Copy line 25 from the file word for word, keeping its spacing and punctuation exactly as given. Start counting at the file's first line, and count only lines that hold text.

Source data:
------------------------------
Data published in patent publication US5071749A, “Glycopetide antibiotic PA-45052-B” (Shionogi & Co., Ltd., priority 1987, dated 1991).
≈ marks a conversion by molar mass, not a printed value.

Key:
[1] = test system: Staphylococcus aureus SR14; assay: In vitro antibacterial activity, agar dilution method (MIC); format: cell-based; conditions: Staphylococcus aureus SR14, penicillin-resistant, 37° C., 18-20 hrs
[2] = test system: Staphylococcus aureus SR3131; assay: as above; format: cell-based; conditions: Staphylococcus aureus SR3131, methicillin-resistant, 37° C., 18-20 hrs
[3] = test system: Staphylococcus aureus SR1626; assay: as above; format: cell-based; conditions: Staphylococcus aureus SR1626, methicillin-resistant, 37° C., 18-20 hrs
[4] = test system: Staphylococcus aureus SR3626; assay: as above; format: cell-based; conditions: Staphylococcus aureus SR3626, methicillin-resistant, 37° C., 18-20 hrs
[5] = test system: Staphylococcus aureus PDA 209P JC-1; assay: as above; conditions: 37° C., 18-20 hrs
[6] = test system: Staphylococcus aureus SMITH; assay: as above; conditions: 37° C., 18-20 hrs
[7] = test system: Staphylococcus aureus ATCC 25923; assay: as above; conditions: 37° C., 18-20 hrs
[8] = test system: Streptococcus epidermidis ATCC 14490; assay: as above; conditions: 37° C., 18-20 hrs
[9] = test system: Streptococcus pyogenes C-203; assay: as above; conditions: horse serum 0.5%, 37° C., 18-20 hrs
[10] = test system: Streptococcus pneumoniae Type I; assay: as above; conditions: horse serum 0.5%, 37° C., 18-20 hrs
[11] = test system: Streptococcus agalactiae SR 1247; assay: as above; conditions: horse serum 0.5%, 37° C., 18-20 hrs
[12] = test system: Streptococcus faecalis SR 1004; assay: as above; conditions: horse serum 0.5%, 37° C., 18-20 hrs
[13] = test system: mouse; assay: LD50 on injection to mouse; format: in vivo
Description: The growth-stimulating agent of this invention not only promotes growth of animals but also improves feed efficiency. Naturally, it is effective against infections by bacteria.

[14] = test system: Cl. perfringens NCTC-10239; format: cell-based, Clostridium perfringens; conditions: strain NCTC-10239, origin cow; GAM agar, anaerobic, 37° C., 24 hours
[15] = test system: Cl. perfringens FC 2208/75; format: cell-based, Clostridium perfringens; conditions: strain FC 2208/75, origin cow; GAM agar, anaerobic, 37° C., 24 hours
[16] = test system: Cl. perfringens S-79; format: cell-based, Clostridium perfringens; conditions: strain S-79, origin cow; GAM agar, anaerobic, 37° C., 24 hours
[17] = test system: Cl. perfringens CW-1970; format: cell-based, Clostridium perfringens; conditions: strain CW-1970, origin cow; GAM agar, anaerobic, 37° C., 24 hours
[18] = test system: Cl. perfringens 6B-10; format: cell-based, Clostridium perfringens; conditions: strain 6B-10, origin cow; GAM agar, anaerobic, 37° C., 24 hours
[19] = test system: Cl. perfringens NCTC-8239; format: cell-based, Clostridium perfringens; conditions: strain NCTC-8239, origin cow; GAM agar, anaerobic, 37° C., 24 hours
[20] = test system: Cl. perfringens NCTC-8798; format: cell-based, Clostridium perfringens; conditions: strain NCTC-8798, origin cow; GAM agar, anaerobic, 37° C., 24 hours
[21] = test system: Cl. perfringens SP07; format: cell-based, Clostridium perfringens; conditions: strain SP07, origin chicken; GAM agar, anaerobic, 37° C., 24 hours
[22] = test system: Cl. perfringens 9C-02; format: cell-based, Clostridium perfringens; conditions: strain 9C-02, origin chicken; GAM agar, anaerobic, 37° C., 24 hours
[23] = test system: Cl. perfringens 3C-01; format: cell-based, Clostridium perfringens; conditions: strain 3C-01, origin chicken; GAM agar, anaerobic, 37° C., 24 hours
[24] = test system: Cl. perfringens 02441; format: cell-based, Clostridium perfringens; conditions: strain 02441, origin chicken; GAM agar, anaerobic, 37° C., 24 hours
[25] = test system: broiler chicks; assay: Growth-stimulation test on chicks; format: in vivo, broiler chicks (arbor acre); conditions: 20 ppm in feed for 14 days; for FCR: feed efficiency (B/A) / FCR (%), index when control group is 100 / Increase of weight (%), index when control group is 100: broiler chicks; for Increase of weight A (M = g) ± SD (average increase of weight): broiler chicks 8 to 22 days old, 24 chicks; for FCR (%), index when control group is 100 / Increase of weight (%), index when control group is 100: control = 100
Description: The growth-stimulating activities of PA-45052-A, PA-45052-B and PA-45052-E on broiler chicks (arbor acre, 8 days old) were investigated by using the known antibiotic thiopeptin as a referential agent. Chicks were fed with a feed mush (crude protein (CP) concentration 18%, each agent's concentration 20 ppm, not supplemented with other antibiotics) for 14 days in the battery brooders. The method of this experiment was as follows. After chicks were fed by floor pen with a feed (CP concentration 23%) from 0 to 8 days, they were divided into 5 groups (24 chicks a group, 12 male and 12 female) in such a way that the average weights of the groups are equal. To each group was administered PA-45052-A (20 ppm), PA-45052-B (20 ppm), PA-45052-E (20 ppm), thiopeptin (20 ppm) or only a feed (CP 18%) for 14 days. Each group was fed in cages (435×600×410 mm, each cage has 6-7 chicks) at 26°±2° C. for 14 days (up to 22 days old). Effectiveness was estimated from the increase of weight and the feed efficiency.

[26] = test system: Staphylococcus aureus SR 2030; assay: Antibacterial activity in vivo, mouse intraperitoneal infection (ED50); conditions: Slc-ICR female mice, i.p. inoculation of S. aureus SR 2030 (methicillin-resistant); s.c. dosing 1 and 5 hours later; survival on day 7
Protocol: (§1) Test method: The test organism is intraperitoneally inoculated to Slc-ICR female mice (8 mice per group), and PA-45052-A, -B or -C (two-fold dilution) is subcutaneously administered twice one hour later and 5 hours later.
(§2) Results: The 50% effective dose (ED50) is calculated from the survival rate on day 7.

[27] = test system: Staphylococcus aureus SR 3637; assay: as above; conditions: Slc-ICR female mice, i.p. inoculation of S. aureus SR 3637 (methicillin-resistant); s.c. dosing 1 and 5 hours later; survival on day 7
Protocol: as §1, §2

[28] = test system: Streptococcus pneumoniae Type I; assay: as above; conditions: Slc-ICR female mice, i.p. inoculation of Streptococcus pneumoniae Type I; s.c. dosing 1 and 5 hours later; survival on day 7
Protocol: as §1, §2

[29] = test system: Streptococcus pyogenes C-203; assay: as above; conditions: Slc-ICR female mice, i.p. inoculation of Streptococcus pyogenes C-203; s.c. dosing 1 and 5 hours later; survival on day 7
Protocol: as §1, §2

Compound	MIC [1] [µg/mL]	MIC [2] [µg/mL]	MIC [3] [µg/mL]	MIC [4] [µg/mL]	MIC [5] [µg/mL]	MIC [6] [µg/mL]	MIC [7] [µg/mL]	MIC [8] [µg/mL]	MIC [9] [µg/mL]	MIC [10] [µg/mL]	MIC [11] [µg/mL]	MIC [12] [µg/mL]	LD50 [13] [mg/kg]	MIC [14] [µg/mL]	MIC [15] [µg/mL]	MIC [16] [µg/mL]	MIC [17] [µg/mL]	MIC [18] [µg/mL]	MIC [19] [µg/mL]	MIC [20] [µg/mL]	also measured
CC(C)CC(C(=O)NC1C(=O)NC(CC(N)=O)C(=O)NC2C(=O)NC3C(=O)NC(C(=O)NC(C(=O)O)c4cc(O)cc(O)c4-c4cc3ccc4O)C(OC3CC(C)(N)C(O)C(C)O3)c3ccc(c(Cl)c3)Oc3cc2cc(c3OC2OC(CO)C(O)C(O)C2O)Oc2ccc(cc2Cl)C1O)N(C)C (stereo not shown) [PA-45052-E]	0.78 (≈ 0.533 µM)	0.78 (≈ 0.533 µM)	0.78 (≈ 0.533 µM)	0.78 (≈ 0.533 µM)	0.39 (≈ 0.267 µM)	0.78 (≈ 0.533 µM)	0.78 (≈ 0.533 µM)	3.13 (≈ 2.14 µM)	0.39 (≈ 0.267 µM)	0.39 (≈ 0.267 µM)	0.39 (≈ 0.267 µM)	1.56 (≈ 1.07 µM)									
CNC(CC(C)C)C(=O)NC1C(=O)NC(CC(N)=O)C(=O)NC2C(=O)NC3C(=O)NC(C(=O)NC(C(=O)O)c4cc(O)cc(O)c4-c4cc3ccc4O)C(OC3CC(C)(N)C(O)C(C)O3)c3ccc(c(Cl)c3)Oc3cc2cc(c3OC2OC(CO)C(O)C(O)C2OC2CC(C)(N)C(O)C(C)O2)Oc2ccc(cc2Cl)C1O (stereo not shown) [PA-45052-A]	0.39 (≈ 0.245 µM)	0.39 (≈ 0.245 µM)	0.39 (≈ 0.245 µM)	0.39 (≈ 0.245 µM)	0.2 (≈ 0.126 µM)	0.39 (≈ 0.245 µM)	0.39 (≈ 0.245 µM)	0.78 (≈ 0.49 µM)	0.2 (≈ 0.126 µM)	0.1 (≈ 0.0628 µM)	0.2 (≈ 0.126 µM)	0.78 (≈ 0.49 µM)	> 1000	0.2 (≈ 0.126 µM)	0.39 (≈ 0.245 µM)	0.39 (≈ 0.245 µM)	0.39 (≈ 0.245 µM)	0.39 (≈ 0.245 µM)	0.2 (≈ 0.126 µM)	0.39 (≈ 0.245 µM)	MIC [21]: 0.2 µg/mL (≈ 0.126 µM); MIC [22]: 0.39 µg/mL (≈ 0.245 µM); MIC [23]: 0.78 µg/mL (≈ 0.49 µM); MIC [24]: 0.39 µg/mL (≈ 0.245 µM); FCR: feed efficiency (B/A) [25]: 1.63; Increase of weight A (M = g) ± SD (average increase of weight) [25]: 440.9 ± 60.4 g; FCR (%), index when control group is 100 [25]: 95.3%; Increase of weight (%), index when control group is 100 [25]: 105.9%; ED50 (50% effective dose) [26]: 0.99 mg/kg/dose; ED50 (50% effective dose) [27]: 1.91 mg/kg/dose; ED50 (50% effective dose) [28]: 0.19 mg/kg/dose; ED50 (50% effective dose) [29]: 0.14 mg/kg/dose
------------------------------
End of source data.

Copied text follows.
[21] = test system: Cl. perfringens SP07; format: cell-based, Clostridium perfringens; conditions: strain SP07, origin chicken; GAM agar, anaerobic, 37° C., 24 hours